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Undercover Animal-Rights Investigator

6 minute read
Kate Pickert

One of the most powerful tools animal-rights activists have is the video footage shot inside places like poorly run dog kennels, animal-testing facilities and factory farms, used as grim evidence of the brutality that can take place. But how do animal-rights crusaders actually get those videos? Through people like “Pete,” a 20-something undercover animal-rights investigator who, armed with a hidden camera, surreptitiously got a job in 2006 at an Ohio hog farm. The resulting footage — captured with the help of a group called the Humane Farming Association — and eventual courtroom drama that followed are featured in the HBO documentary Death on a Factory Farm, airing March 16. “Pete” refuses to reveal his real identity, saying only that he has legally changed his name twice so he can continue to get hired by unknowing slaughterhouses, farms and other facilities suspected of animal abuse. TIME talked to “Pete” about his undercover work, what it does to his personal life and the lengths he’s gone to keep his cover intact. (See the top 10 animal stories of 2008.)

How did you get into this line of work?
My initial plan in life was to become a cop and then join the FBI. But I started to learn that the worst things I’ve ever read about human beings doing to each other — similar if not identical things happen to animals on a mass scale. I felt that there were enough people in law enforcement but there weren’t enough people working in animal rights. In 2001 a private investigator trained me, and my first job on my own was working at a dog kennel in Arkansas.

How old are you?
I can’t say. Sorry.

Do you do this full-time?
I do this on a contract basis.

How has doing this job shaped the kind of person you are?
This job has completely redefined who I am and has completely changed my outlook on the world. It’s a very depressing life and it’s a very lonely life. Most of the time, I’m pretending to be somebody that I’m not. Most of my social interactions are under the pretext that I’m a different person and that I’m trying to hide a certain part of myself.

What kind of toll does that take on your mental health?
You’re moving constantly and assuming other identities. At the end of the day, you’re not really left with very much. It is very difficult to manage that type of lifestyle.

I’ve done things that I’m not proud of — things that I don’t want to have to admit, even in my field notes when I type them up at the end of the day. But there needs to be payback for the animals. Either way, as much as it sucks, I just feel like I have to keep going. But any dreams about who I was going to be before I took this job are gone.

Do you find it hard to have close personal relationships with people because of your job? Are you in a relationship?
I’m not in a relationship. That’s not to say that I don’t want to be. But I am a professional liar. That’s what undercover work is. I’ll meet someone, and I’ll say I have a job I don’t talk about. And all of a sudden I’m a really weird guy. The result is that I don’t have much of a personal life.

Are there times when you have to abuse animals in order to fit in with the people you’re working with?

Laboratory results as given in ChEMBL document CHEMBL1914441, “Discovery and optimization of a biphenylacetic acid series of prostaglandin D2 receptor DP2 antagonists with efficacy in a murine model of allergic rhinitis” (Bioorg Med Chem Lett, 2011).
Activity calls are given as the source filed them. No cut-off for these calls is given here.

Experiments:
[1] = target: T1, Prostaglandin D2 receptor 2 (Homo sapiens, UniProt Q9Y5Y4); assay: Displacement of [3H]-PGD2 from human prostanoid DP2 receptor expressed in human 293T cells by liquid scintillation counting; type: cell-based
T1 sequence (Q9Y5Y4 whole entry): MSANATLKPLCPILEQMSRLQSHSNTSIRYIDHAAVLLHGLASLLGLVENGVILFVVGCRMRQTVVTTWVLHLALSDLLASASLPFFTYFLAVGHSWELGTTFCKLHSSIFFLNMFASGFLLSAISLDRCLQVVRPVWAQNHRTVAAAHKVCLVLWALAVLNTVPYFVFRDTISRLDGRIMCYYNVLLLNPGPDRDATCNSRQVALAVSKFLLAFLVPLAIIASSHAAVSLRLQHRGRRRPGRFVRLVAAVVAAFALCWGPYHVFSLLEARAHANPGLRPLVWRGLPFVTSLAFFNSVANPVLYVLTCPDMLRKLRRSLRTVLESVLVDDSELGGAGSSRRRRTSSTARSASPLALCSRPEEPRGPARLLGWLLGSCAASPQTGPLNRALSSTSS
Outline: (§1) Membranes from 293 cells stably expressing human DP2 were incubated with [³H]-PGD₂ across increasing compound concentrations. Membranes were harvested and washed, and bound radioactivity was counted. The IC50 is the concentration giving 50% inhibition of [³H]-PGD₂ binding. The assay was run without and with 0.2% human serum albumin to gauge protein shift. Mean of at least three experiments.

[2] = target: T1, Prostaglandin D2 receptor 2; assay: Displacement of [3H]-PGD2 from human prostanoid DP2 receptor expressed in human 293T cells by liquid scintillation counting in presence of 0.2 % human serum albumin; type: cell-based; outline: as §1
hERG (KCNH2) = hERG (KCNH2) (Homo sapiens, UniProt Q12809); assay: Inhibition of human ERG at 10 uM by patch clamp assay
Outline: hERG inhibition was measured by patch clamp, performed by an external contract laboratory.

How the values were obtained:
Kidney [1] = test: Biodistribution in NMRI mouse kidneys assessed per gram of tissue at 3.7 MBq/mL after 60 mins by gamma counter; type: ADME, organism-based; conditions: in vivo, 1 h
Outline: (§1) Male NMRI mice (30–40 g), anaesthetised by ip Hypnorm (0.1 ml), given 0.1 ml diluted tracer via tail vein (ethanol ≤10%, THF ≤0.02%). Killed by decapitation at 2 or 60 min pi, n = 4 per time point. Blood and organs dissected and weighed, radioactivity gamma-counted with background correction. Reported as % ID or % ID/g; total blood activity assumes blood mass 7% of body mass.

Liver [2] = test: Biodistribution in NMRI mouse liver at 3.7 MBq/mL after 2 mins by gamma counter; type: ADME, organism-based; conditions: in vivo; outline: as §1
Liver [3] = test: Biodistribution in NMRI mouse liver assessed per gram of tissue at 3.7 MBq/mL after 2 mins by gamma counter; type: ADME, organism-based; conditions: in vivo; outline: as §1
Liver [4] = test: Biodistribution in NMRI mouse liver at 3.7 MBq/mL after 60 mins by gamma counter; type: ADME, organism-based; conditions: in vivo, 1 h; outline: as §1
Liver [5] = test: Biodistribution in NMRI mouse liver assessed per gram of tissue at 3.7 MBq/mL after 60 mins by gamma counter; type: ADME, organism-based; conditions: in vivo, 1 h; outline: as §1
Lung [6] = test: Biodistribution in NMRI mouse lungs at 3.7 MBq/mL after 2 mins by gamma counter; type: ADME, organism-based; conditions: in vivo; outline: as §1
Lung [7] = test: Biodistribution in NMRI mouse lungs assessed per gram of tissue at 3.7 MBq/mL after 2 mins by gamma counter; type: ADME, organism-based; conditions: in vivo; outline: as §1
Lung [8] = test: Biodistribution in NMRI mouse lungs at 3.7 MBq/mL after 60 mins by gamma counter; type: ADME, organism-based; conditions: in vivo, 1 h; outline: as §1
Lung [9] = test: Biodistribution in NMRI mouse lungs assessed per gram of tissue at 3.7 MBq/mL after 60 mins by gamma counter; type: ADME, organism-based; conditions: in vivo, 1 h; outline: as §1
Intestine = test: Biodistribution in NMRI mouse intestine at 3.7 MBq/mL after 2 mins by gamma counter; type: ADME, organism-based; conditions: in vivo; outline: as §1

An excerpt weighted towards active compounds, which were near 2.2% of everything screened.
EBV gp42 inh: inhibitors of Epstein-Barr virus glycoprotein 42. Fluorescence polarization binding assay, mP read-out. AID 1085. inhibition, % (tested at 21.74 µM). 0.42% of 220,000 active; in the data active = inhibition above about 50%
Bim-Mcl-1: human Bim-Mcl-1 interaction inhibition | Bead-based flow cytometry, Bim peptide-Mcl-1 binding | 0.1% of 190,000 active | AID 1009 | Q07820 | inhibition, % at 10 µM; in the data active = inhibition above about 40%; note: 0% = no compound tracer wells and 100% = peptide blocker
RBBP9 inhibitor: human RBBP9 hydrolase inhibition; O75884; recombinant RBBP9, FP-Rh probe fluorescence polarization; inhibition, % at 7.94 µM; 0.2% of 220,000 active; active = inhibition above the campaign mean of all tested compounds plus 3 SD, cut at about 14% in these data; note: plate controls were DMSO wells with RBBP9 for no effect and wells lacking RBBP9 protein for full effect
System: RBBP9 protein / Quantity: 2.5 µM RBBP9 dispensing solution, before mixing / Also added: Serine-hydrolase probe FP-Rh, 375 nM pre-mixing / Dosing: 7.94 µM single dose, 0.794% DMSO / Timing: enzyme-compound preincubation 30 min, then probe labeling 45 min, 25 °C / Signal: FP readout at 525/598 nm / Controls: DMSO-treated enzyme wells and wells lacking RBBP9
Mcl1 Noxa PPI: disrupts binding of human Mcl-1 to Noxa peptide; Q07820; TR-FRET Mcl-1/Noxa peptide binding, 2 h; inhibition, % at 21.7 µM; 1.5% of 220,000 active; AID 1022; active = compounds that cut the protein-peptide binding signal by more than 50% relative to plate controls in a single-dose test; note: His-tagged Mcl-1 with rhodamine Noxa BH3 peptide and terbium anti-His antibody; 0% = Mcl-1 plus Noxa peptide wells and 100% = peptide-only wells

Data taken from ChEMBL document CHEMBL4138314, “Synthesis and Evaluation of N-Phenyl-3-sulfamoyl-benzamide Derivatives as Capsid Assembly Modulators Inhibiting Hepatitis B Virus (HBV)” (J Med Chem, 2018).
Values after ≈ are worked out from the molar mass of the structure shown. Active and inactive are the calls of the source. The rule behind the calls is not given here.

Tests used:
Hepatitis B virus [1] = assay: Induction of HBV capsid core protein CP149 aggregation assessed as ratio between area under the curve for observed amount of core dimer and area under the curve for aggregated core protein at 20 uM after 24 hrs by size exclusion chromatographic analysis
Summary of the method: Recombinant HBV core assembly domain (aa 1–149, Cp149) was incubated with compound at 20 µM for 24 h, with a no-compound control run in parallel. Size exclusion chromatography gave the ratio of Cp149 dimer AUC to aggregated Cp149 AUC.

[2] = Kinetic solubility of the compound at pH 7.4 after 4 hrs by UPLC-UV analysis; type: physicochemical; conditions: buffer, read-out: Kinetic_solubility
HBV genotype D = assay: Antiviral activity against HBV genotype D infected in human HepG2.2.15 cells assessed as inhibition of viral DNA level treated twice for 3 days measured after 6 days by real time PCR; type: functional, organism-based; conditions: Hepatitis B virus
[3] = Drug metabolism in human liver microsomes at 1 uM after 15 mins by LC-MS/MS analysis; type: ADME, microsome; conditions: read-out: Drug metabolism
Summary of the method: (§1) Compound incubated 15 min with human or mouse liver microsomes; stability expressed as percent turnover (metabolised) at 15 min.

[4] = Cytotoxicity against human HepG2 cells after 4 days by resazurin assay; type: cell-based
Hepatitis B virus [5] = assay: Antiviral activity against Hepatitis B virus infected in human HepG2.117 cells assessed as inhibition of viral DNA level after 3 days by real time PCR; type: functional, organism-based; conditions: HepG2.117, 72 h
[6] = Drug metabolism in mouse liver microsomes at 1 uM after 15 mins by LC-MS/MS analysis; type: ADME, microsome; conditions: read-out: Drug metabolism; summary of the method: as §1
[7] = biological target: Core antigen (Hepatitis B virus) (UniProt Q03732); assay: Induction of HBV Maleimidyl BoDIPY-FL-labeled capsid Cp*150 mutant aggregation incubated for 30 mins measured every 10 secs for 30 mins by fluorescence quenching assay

Constantly. There are certain organizations that have guidelines investigators have to follow. But for me, if a supervisor tells me to do something, I’m trying to show that facility has a protocol that they follow that may or may not be against the law. As an undercover investigator, you don’t alter anything or plant anything. You show things exactly as they are. (Read a Q&A with the head of the Humane Society about factory farming.)

Are you vegetarian?
I’m vegan. Oh, yeah.

Do you ever have sympathy for the people you’re working with?
All the time. The vast majority of people I work with are very polite, very considerate people. They just have absolutely no respect for animals. But I blame the companies that own these facilities, not the workers themselves.

Are there any conditions under which you would think it’s O.K. to raise animals for food?
I do not believe animals are here for us to exploit, and I do not believe that under any circumstances we should raise animals for food. That said, I am very happy Proposition 2 passed in California and that it will phase out extreme confinement of animals, including battery cages for hens.

What’s more effective for the animal-rights movement — the public seeing the footage you take or legal action?
Changing the laws would probably be what I would prefer. If you have the law being changed, it validates what the animal-rights movement is about. It also validates these investigations. We’re suddenly not a bunch of unlicensed investigators running around for our own sake.

You’re unlicensed?
I’m an unlicensed investigator. That’s how I’m able to get away with doing what I do.

What’s the worst thing you’ve ever seen in your career?
On an egg farm, it’s very, very normal to see live hens thrown in the trash. If you spin them around to break their necks like they tell you to, that doesn’t always cause cervical dislocation. So they just kind of throw them away live in the trash. You’ll always come across birds that are barely breathing, missing all their feathers, all bloody in the trash. You never get completely desensitized to that.

Have you ever walked away from an assignment because it’s just too hard to be there?

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